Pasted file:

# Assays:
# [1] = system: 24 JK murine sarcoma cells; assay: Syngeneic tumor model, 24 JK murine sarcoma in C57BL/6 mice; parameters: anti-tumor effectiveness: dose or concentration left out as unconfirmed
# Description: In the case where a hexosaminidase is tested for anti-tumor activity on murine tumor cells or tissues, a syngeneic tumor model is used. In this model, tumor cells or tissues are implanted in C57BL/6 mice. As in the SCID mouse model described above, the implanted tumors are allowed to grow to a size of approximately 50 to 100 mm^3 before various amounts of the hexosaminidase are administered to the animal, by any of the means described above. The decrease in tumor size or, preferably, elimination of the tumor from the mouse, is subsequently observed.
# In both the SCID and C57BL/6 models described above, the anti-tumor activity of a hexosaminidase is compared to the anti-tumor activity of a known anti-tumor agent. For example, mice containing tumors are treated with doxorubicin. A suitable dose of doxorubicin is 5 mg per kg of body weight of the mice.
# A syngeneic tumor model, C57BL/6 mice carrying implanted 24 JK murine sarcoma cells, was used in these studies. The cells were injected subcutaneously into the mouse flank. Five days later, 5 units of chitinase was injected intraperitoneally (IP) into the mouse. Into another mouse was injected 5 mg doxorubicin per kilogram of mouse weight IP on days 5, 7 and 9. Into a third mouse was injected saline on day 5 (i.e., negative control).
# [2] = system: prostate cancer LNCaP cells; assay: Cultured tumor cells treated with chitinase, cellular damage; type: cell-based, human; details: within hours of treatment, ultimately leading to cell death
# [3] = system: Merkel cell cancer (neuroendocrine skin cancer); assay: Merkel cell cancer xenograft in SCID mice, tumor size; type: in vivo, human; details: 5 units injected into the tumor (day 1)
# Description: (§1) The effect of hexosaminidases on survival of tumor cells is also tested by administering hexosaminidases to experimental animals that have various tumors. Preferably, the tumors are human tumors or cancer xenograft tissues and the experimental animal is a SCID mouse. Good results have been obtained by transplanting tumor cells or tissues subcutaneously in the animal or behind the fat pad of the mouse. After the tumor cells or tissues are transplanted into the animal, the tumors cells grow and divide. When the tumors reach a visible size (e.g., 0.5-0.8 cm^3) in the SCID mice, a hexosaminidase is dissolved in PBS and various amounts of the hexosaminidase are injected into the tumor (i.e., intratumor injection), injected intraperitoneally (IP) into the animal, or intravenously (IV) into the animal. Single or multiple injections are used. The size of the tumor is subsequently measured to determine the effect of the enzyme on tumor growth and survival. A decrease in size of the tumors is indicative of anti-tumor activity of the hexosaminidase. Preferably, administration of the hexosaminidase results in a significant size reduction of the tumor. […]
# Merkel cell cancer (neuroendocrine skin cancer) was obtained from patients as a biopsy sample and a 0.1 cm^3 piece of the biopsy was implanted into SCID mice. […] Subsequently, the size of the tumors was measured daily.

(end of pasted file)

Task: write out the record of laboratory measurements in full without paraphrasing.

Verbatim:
# Assays:
# [1] = system: 24 JK murine sarcoma cells; assay: Syngeneic tumor model, 24 JK murine sarcoma in C57BL/6 mice; parameters: anti-tumor effectiveness: dose or concentration left out as unconfirmed
# Description: In the case where a hexosaminidase is tested for anti-tumor activity on murine tumor cells or tissues, a syngeneic tumor model is used. In this model, tumor cells or tissues are implanted in C57BL/6 mice. As in the SCID mouse model described above, the implanted tumors are allowed to grow to a size of approximately 50 to 100 mm^3 before various amounts of the hexosaminidase are administered to the animal, by any of the means described above. The decrease in tumor size or, preferably, elimination of the tumor from the mouse, is subsequently observed.
# In both the SCID and C57BL/6 models described above, the anti-tumor activity of a hexosaminidase is compared to the anti-tumor activity of a known anti-tumor agent. For example, mice containing tumors are treated with doxorubicin. A suitable dose of doxorubicin is 5 mg per kg of body weight of the mice.
# A syngeneic tumor model, C57BL/6 mice carrying implanted 24 JK murine sarcoma cells, was used in these studies. The cells were injected subcutaneously into the mouse flank. Five days later, 5 units of chitinase was injected intraperitoneally (IP) into the mouse. Into another mouse was injected 5 mg doxorubicin per kilogram of mouse weight IP on days 5, 7 and 9. Into a third mouse was injected saline on day 5 (i.e., negative control).
# [2] = system: prostate cancer LNCaP cells; assay: Cultured tumor cells treated with chitinase, cellular damage; type: cell-based, human; details: within hours of treatment, ultimately leading to cell death
# [3] = system: Merkel cell cancer (neuroendocrine skin cancer); assay: Merkel cell cancer xenograft in SCID mice, tumor size; type: in vivo, human; details: 5 units injected into the tumor (day 1)
# Description: (§1) The effect of hexosaminidases on survival of tumor cells is also tested by administering hexosaminidases to experimental animals that have various tumors. Preferably, the tumors are human tumors or cancer xenograft tissues and the experimental animal is a SCID mouse. Good results have been obtained by transplanting tumor cells or tissues subcutaneously in the animal or behind the fat pad of the mouse. After the tumor cells or tissues are transplanted into the animal, the tumors cells grow and divide. When the tumors reach a visible size (e.g., 0.5-0.8 cm^3) in the SCID mice, a hexosaminidase is dissolved in PBS and various amounts of the hexosaminidase are injected into the tumor (i.e., intratumor injection), injected intraperitoneally (IP) into the animal, or intravenously (IV) into the animal. Single or multiple injections are used. The size of the tumor is subsequently measured to determine the effect of the enzyme on tumor growth and survival. A decrease in size of the tumors is indicative of anti-tumor activity of the hexosaminidase. Preferably, administration of the hexosaminidase results in a significant size reduction of the tumor. […]
# Merkel cell cancer (neuroendocrine skin cancer) was obtained from patients as a biopsy sample and a 0.1 cm^3 piece of the biopsy was implanted into SCID mice. […] Subsequently, the size of the tumors was measured daily.